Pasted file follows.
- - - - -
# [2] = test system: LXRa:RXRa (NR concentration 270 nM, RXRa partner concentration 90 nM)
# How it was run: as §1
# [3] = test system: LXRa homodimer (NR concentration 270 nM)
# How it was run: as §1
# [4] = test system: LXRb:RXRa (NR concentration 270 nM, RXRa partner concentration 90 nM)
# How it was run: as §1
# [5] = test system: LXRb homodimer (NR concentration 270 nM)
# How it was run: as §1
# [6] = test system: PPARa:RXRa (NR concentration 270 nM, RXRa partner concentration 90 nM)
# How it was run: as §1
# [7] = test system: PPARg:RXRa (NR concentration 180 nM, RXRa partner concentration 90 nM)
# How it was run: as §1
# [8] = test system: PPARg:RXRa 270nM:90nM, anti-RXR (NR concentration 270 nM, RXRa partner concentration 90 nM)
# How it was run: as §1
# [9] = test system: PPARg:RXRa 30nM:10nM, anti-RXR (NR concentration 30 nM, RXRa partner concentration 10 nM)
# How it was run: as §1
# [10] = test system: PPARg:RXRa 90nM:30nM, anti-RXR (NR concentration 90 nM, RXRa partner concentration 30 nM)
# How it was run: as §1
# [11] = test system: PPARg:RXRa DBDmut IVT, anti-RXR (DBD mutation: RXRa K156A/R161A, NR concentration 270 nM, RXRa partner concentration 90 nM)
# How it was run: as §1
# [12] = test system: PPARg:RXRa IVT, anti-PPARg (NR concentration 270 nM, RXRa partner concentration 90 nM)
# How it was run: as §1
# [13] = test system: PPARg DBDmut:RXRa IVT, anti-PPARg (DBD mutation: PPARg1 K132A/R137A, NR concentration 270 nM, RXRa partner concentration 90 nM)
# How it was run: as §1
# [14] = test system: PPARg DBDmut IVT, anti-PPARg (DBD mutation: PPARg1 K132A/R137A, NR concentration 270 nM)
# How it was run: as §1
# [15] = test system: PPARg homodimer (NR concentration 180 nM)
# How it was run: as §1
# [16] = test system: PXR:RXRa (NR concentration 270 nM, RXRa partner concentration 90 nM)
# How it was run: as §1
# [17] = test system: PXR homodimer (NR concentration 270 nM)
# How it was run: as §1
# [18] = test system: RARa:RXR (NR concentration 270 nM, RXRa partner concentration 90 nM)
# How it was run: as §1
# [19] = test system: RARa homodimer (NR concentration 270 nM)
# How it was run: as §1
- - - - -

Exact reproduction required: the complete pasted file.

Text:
# [2] = test system: LXRa:RXRa (NR concentration 270 nM, RXRa partner concentration 90 nM)
# How it was run: as §1
# [3] = test system: LXRa homodimer (NR concentration 270 nM)
# How it was run: as §1
# [4] = test system: LXRb:RXRa (NR concentration 270 nM, RXRa partner concentration 90 nM)
# How it was run: as §1
# [5] = test system: LXRb homodimer (NR concentration 270 nM)
# How it was run: as §1
# [6] = test system: PPARa:RXRa (NR concentration 270 nM, RXRa partner concentration 90 nM)
# How it was run: as §1
# [7] = test system: PPARg:RXRa (NR concentration 180 nM, RXRa partner concentration 90 nM)
# How it was run: as §1
# [8] = test system: PPARg:RXRa 270nM:90nM, anti-RXR (NR concentration 270 nM, RXRa partner concentration 90 nM)
# How it was run: as §1
# [9] = test system: PPARg:RXRa 30nM:10nM, anti-RXR (NR concentration 30 nM, RXRa partner concentration 10 nM)
# How it was run: as §1
# [10] = test system: PPARg:RXRa 90nM:30nM, anti-RXR (NR concentration 90 nM, RXRa partner concentration 30 nM)
# How it was run: as §1
# [11] = test system: PPARg:RXRa DBDmut IVT, anti-RXR (DBD mutation: RXRa K156A/R161A, NR concentration 270 nM, RXRa partner concentration 90 nM)
# How it was run: as §1
# [12] = test system: PPARg:RXRa IVT, anti-PPARg (NR concentration 270 nM, RXRa partner concentration 90 nM)
# How it was run: as §1
# [13] = test system: PPARg DBDmut:RXRa IVT, anti-PPARg (DBD mutation: PPARg1 K132A/R137A, NR concentration 270 nM, RXRa partner concentration 90 nM)
# How it was run: as §1
# [14] = test system: PPARg DBDmut IVT, anti-PPARg (DBD mutation: PPARg1 K132A/R137A, NR concentration 270 nM)
# How it was run: as §1
# [15] = test system: PPARg homodimer (NR concentration 180 nM)
# How it was run: as §1
# [16] = test system: PXR:RXRa (NR concentration 270 nM, RXRa partner concentration 90 nM)
# How it was run: as §1
# [17] = test system: PXR homodimer (NR concentration 270 nM)
# How it was run: as §1
# [18] = test system: RARa:RXR (NR concentration 270 nM, RXRa partner concentration 90 nM)
# How it was run: as §1
# [19] = test system: RARa homodimer (NR concentration 270 nM)
# How it was run: as §1